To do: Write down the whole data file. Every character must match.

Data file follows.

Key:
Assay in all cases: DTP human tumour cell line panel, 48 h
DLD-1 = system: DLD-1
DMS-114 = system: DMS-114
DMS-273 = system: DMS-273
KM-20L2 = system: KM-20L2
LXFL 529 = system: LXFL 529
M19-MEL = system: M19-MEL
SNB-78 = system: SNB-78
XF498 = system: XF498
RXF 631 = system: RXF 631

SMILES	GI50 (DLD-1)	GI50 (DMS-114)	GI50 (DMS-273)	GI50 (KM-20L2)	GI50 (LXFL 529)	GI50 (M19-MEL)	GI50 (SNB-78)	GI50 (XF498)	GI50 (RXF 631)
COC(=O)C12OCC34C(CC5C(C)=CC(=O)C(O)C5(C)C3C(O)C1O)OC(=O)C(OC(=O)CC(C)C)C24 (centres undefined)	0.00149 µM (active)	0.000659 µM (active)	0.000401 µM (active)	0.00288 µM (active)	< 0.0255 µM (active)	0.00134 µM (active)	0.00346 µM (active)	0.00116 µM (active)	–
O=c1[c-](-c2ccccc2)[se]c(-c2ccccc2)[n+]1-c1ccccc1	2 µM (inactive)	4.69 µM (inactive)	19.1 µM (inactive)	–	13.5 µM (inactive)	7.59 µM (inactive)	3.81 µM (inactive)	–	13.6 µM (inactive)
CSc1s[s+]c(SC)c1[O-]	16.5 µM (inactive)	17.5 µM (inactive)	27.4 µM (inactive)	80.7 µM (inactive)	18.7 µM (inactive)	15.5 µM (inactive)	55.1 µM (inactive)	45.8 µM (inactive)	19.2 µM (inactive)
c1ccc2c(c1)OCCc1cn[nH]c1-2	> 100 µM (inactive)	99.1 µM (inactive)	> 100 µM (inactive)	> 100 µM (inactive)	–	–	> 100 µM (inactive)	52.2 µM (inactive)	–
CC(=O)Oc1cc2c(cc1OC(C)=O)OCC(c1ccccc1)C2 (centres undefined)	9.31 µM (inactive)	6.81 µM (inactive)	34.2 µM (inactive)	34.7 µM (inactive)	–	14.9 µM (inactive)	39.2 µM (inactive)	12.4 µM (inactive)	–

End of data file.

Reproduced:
Key:
Assay in all cases: DTP human tumour cell line panel, 48 h
DLD-1 = system: DLD-1
DMS-114 = system: DMS-114
DMS-273 = system: DMS-273
KM-20L2 = system: KM-20L2
LXFL 529 = system: LXFL 529
M19-MEL = system: M19-MEL
SNB-78 = system: SNB-78
XF498 = system: XF498
RXF 631 = system: RXF 631

SMILES	GI50 (DLD-1)	GI50 (DMS-114)	GI50 (DMS-273)	GI50 (KM-20L2)	GI50 (LXFL 529)	GI50 (M19-MEL)	GI50 (SNB-78)	GI50 (XF498)	GI50 (RXF 631)
COC(=O)C12OCC34C(CC5C(C)=CC(=O)C(O)C5(C)C3C(O)C1O)OC(=O)C(OC(=O)CC(C)C)C24 (centres undefined)	0.00149 µM (active)	0.000659 µM (active)	0.000401 µM (active)	0.00288 µM (active)	< 0.0255 µM (active)	0.00134 µM (active)	0.00346 µM (active)	0.00116 µM (active)	–
O=c1[c-](-c2ccccc2)[se]c(-c2ccccc2)[n+]1-c1ccccc1	2 µM (inactive)	4.69 µM (inactive)	19.1 µM (inactive)	–	13.5 µM (inactive)	7.59 µM (inactive)	3.81 µM (inactive)	–	13.6 µM (inactive)
CSc1s[s+]c(SC)c1[O-]	16.5 µM (inactive)	17.5 µM (inactive)	27.4 µM (inactive)	80.7 µM (inactive)	18.7 µM (inactive)	15.5 µM (inactive)	55.1 µM (inactive)	45.8 µM (inactive)	19.2 µM (inactive)
c1ccc2c(c1)OCCc1cn[nH]c1-2	> 100 µM (inactive)	99.1 µM (inactive)	> 100 µM (inactive)	> 100 µM (inactive)	–	–	> 100 µM (inactive)	52.2 µM (inactive)	–
CC(=O)Oc1cc2c(cc1OC(C)=O)OCC(c1ccccc1)C2 (centres undefined)	9.31 µM (inactive)	6.81 µM (inactive)	34.2 µM (inactive)	34.7 µM (inactive)	–	14.9 µM (inactive)	39.2 µM (inactive)	12.4 µM (inactive)	–